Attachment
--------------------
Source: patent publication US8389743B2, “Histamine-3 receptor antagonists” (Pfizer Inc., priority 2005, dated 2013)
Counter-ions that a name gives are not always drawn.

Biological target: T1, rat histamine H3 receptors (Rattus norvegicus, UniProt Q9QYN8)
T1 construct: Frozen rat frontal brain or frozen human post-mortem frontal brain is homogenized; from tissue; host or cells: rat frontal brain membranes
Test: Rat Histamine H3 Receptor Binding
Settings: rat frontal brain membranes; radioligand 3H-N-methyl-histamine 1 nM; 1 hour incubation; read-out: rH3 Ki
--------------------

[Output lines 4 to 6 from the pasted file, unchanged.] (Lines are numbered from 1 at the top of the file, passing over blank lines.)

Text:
T1 construct: Frozen rat frontal brain or frozen human post-mortem frontal brain is homogenized; from tissue; host or cells: rat frontal brain membranes
Test: Rat Histamine H3 Receptor Binding
Settings: rat frontal brain membranes; radioligand 3H-N-methyl-histamine 1 nM; 1 hour incubation; read-out: rH3 Ki